The Court, nevertheless, clarified that in so ruling, it is not asserting its power over Congress; rather, the Court is simply enforcing and upholding the supremacy of the Constitution.
Fifth, the Court recognized the existence of RA 11935 as an operative fact which had consequences and effects that cannot be reversed nor ignored.
As such, the Court said that the pronouncement on the constitutionality of RA 11935 shall retroact to the date of its enactment, subject to the proper recognition of the consequences and effects of the said law’s existence before the instant ruling. It likewise held that the declaration of unconstitutionality of RA 11935 results in the revival of RA 11462, the law governing the BSKE prior to the enactment of the assailed act.
The Court also declared that the BSKE scheduled for October 2023 shall proceed. The Court, however, stressed that the term of office of the sitting BSK officials shall be deemed to have ended on December 31,2022, following the provisions of RA 11462, the law impliedly repealed by RA 11935. In the interim, the sitting BSK officials shall continue to hold office until their successors shall have been elected and qualified. This notwithstanding, the Court clarified that the continued discharge of functions by the sitting BSK officials in a “hold-over” capacity, following the provisions of RA 11935, shall in no way constitute as an unconstitutional “legislative appointment.”
The Court further ruled that the succeeding BSKE shall be held on the first Monday of December 2025 and every three years thereafter, pursuant to RA 11462, and that the Congress is not precluded from further amending RA 9164 (as amended), the law which provides for synchronized BSKE.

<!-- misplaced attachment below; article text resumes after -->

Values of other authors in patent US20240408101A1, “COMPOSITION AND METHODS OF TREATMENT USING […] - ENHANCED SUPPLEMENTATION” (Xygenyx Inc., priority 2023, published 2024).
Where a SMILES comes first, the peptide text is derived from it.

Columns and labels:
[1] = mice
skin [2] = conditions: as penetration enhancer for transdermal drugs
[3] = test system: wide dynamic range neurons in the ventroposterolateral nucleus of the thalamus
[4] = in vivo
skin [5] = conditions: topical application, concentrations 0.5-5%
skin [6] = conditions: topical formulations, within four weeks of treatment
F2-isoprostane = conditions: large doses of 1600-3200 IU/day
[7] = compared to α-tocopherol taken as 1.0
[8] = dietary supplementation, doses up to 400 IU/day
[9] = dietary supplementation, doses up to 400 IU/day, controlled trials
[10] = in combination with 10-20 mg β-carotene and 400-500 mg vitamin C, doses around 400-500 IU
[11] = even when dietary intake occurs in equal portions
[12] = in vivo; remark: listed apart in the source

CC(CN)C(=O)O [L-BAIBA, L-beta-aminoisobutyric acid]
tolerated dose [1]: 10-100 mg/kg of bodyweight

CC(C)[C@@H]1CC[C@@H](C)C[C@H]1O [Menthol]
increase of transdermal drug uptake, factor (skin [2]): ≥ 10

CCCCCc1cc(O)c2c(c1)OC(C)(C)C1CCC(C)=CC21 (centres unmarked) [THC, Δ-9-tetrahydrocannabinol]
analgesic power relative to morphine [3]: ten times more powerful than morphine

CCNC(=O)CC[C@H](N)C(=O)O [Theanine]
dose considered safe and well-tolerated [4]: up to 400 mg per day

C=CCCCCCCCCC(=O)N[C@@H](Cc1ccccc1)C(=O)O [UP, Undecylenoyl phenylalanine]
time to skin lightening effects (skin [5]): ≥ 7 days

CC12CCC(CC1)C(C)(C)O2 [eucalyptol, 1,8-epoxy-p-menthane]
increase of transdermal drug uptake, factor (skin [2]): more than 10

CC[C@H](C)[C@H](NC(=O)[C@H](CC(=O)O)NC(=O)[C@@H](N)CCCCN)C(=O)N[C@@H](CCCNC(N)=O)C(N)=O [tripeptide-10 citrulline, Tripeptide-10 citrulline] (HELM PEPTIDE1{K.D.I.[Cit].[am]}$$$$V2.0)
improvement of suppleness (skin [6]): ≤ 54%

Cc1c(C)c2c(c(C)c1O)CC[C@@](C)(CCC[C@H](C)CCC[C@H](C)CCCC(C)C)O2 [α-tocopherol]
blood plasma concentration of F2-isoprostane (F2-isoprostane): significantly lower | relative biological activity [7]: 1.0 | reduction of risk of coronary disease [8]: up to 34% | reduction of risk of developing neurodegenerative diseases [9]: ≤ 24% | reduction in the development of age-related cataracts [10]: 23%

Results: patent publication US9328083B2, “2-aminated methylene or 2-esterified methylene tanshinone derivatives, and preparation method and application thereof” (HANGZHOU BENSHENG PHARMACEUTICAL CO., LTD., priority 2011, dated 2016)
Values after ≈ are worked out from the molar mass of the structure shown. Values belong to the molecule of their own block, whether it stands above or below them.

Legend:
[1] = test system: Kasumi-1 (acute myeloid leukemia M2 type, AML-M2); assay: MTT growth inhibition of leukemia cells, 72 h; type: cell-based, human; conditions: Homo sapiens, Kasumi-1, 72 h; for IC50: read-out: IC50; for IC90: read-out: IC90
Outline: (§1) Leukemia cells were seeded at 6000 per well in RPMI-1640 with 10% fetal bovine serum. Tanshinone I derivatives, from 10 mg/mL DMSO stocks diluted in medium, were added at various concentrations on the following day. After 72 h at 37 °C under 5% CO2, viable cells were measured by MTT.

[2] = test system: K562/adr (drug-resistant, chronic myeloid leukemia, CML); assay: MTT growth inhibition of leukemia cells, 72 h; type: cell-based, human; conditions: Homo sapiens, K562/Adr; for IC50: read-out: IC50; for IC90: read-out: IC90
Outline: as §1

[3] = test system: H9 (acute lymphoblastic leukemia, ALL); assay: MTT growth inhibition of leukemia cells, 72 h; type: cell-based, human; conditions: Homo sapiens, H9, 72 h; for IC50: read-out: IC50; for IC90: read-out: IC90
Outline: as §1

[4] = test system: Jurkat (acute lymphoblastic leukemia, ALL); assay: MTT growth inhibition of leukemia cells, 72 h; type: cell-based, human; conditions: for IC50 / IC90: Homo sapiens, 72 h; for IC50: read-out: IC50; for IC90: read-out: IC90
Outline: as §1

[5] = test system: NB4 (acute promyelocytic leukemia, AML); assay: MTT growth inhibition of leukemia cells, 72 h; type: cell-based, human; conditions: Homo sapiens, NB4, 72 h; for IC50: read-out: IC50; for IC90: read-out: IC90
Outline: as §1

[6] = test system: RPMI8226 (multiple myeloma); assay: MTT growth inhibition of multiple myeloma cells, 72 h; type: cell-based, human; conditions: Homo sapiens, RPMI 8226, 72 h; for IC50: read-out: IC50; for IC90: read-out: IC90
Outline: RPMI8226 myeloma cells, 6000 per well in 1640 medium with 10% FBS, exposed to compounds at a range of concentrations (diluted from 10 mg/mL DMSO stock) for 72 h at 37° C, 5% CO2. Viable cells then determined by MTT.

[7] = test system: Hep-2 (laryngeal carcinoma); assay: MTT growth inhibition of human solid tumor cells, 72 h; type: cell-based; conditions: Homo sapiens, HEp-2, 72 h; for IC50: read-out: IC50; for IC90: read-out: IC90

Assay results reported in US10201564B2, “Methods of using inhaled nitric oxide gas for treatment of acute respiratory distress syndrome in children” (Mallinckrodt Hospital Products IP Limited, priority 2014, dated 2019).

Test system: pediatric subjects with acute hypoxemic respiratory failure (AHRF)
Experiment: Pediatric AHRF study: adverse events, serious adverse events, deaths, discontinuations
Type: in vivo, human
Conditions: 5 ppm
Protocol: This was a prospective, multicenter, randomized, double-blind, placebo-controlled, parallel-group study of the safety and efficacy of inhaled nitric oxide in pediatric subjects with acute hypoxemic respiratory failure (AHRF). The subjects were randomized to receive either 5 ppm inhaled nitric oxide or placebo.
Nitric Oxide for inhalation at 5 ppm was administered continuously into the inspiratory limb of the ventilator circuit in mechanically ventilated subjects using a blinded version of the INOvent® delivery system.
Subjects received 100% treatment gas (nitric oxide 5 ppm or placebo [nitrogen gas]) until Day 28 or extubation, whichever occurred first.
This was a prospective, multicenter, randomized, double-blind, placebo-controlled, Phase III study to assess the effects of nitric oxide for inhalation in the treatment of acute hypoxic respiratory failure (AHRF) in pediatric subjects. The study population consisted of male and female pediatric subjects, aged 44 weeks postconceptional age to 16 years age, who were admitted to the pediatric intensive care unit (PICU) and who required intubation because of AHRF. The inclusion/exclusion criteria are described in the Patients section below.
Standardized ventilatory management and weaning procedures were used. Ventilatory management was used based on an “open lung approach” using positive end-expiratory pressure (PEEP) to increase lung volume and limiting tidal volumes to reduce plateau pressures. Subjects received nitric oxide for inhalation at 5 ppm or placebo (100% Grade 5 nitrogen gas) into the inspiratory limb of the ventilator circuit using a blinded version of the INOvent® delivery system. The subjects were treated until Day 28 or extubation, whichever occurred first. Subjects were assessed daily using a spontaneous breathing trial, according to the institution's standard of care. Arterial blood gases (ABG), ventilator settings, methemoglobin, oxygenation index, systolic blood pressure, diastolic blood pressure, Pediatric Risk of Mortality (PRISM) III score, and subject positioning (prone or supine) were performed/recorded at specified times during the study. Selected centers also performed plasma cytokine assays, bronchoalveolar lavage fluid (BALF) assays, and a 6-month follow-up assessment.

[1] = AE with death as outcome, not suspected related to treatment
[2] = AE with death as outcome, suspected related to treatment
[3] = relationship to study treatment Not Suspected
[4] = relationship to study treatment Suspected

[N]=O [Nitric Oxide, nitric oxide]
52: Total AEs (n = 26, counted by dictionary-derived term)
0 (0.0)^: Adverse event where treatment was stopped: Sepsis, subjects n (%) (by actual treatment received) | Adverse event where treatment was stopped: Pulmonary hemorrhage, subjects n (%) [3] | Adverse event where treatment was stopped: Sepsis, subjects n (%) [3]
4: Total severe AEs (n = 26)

Finally, the Court found it imperative to set forth guidelines and principles for the bench, the bar, and the public as regards any government action that seeks to postpone any elections. The Court outlined the criteria as follows:
- The right of suffrage requires the holding of honest, genuine, regular, and periodic elections. Thus, postponement of the elections is the exception.
- The postponement of the election must be justified by reasons sufficiently important, substantial, or compelling under the circumstances:
- The postponement must be intended to guarantee the conduct of free, honest, orderly, and safe elections;
- The postponement must be intended to safeguard the electorate’s right of suffrage;
- The postponement must be intended to safeguard other fundamental rights of the electorate; or
- Such other important, substantial, or compelling reasons that necessitate the postponement of the election, i.e., necessitated by public emergency, but only if and to the extent strictly required by the exigencies of the situation.
- Reasons such as election fatigue, purported resulting divisiveness, shortness of existing term, and/or other superficial or farcical reasons, alone, may not serve as important, substantial, or compelling reasons to justify the postponement of the elections. To be sufficiently important, the reason for the postponement must primarily be justified by the need to safeguard the right of suffrage or other fundamental rights or required by a public emergency situation.
- The electorate must still be guaranteed an effective opportunity to enjoy their right of suffrage without unreasonable restrictions notwithstanding the postponement of the elections.
- The postponement of the elections is reasonably appropriate for the purpose of advancing a sufficiently important, substantial, or compelling governmental reasons.
- The postponement of the elections must be based on genuine reasons and only on objective and reasonable criteria.
- The postponement must still guarantee that the elections will be held at regular periodic intervals that are not unduly long.
- The intervals must still ensure that the authority of the government continues to be based on the free expression of the will of the electorate.
- Holding the postponed elections at a date so far remote from the original election date may serve as badge of the unreasonableness of the interval that may render questionable the genuineness of the reasons for the postponement.
- The postponement of the election is reasonably narrowly tailored only to the extent necessary to advance the government interest.
- The postponement must not violate the Constitution or existing laws.
The Supreme Court Public Information Office shall upload a copy of the Decision to the Supreme Court website once it receives the same from the Office of the Clerk of Court En Banc.